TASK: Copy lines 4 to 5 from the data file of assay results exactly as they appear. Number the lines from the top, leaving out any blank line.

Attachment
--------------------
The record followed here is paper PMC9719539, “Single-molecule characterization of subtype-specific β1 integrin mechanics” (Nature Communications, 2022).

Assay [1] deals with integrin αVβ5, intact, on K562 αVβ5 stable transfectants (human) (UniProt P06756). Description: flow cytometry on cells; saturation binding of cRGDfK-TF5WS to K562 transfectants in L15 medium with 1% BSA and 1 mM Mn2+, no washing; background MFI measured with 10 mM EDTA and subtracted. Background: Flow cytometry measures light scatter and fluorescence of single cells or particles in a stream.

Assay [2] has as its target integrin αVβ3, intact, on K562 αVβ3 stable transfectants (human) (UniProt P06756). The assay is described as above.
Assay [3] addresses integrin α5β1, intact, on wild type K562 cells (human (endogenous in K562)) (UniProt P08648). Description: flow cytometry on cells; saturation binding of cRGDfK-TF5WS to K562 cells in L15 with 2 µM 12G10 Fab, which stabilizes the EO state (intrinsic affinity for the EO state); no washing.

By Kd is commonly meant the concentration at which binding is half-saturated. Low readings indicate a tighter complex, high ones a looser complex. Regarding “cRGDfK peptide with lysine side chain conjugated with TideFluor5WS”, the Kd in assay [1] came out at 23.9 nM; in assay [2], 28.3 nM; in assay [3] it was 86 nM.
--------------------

Assay [3] addresses integrin α5β1, intact, on wild type K562 cells (human (endogenous in K562)) (UniProt P08648). Description: flow cytometry on cells; saturation binding of cRGDfK-TF5WS to K562 cells in L15 with 2 µM 12G10 Fab, which stabilizes the EO state (intrinsic affinity for the EO state); no washing.

By Kd is commonly meant the concentration at which binding is half-saturated. Low readings indicate a tighter complex, high ones a looser complex. Regarding “cRGDfK peptide with lysine side chain conjugated with TideFluor5WS”, the Kd in assay [1] came out at 23.9 nM; in assay [2], 28.3 nM; in assay [3] it was 86 nM.